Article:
“I’m now a retired man who is also just following what is going on in the country. We played our part during our time for a better Uganda. Read about my court cases against the NRM, many of which were decided in our favour,” Ssemogerere said in a short interview, promising to give an extended one later.

On top of the onslaught on Ssemogerere, there were also increased politically and financially influenced crossings of prominent people from both the UPC and the DP to the Movement to try and deny the opposition a united front.

Rev Dr Keefa Ssempangi, who was one of the most prominent members of the UPC’s Presidential Policy Commission, caused quite a stir when he suddenly quit the party on September 16, 1995 to join the NRM. He told The Monitor that the main reason for his quitting was that he didn’t see any common ground for UPC and DP to ally.

“That alliance seemed unprincipled…From such an unprincipled alliance, you are likely to get political turmoil,” Ssempangi said.

Cecilia Ogwal, the lead voice for the IPFC in the UPC, also came under virulent attack by the Movementists. She was accused of trying to use the coalition as a ruse to bring back Obote then exiled in Zambia.

The mere mention of the name Obote, especially in Buganda, would send chills down the spine of monarchists especially when the monarchy had just been restored in 1993, 27 years after its violent abolition in 1966.

“There were many forces that used religion; forces that used the past that Ssemogerere winning would bring back Obote; they even came up with a fake cabinet list where they put [Lord’s Resistance Army rebel leader] Joseph Kony as our minister of defence. To any ordinary Ugandan, looking at Kony who was cutting off people’s lips and breasts was too much to imagine but enough to scare away people from the alliance,” Ogwal reminisces.

Early campaigns

Before official campaigns commenced, Museveni set off on a cross-country tour, admonishing his opponents. At a rally in Masaka, Museveni called upon Buganda to through away leaders like Ssemogerere if the region wanted to develop like western Uganda had thrown away leaders like UPC stalwarts Adonia Tiberondwa and Francis Butagira.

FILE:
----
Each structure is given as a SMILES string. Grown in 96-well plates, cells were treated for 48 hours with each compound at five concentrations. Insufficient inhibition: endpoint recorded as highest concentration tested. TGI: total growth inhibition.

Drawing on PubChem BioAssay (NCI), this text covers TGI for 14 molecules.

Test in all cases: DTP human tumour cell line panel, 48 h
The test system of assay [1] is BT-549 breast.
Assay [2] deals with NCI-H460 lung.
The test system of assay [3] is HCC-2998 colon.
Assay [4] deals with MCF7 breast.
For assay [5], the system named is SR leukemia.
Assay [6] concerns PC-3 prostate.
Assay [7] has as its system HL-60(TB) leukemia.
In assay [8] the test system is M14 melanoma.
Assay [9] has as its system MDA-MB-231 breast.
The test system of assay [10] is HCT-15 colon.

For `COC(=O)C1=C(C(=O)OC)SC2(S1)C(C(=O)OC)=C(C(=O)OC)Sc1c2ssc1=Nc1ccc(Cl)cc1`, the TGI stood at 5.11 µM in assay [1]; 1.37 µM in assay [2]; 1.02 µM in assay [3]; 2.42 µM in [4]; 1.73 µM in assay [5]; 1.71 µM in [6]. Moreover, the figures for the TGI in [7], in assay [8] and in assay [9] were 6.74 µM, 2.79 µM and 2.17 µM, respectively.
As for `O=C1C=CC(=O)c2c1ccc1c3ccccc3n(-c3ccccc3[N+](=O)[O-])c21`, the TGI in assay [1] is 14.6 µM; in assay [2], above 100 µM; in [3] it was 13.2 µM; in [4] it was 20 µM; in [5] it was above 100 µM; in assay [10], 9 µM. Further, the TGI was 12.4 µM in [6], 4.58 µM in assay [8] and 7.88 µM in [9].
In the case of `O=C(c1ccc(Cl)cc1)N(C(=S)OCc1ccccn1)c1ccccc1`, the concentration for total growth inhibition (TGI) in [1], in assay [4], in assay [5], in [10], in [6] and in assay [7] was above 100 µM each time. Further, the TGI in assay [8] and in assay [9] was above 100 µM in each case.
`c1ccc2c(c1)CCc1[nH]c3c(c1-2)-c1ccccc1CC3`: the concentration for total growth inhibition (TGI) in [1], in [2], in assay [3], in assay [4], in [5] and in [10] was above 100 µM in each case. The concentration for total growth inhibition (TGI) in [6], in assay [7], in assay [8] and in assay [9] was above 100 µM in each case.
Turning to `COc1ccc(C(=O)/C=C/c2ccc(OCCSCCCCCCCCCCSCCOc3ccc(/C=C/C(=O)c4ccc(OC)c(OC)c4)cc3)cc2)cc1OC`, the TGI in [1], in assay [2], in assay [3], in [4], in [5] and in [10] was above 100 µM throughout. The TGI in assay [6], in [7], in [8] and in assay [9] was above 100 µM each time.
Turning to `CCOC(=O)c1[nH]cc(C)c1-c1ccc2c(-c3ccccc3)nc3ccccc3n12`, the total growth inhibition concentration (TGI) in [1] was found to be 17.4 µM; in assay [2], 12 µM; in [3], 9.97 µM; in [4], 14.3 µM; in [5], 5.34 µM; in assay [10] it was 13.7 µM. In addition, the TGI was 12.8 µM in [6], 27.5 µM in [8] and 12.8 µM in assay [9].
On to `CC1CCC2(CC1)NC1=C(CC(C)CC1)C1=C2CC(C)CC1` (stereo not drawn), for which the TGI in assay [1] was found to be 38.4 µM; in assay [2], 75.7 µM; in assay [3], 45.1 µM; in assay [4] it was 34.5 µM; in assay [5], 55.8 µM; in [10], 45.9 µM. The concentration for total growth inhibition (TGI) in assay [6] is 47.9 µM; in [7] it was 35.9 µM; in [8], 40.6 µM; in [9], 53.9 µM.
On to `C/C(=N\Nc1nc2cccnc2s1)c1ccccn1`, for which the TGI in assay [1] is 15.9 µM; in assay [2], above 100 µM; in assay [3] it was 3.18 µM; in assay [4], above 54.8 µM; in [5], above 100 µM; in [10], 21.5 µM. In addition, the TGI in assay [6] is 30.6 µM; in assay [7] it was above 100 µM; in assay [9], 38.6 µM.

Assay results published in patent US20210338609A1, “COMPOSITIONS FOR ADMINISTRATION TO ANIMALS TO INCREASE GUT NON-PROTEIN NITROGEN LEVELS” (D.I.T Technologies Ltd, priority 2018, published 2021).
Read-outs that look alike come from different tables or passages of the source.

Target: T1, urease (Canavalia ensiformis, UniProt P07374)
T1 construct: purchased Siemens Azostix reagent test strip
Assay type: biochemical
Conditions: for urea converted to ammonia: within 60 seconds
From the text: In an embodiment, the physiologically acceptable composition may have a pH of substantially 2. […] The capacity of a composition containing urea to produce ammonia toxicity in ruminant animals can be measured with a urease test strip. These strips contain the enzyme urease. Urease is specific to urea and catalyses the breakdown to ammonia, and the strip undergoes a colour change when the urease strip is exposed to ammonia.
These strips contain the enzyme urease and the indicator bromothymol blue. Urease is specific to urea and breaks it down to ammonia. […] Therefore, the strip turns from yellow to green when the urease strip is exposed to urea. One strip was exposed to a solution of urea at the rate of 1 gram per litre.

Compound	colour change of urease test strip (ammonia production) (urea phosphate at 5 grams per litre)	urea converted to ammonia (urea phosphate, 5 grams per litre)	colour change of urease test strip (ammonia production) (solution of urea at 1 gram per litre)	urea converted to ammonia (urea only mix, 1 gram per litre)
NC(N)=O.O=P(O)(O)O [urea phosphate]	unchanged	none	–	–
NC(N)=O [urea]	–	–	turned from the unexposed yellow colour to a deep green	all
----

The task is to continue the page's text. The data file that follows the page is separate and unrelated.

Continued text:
Tiberondwa had expressed interest in contesting the presidency in 1995. When the actual campaigns started, the Electoral Commission only limited them to 39 days, giving the president, who had all along been campaigning, an unfair advantage. 

Ogwal says they were not allowed to use state media like the now defunct Uganda Television, which was the only television in the country then. Not even The New Vision was available to them. Yet they were too poor to use private media which had also been intimidated to stay away from the opposition.

“Museveni used state apparatus like helicopters, state media; name it. Instead for us, we were beaten with wire rods, we were arrested, I remember I was locked up in Elgon hotel for one week; I would only talk to the world through the BBC using my telephone. Eventually when I would be released, I would ask the police why they had locked me up and they would say I hadn’t gotten permission to be in that district yet there was no law to follow,” Ogwal says.

But in his book, Sowing the Mustard Seed, the first edition of 1997, Museveni writes that for the obvious achievements the NRM had accomplished, there was no need for campaigns and use of state apparatus against his opponent.

“The difficulty to the opposition was not so much our use of state machinery as they kept saying in the press; in fact our use of state machinery is inefficient. The NRM never uses the radio or newspapers for its causes, if anything, the radio and newspapers are used more by the opposition than us,” Museveni wrote. 

Museveni also returned to his earlier claim that he was just a transitional leader despite being in the seat for 10 years already. On July 20,1995, he told residents of Kisoro district that he was only going to help Ugandans and rule up to the age of 55 years.

“When I reach 55, I will not be in public life anymore, I told you this when I was 48. I’m ready to help Ugandans and Africa in public life up to the age of 55” Museveni was quoted in The Monitor of July 21-24-1995.

With hindsight, this was a clever stratagem possibly designed to portray his opponents as ingrates and greedy politicians impatient to let a man who had already made public his departure date go quietly. It worked.

 

bakerbatte@observer.ug

In part three, we revisit the 1996 general election, the emergence of Hajji Nasser Sebaggala, Dr Kizza Besigye and the unprecedented state-inspired violence during the 2001 presidential poll.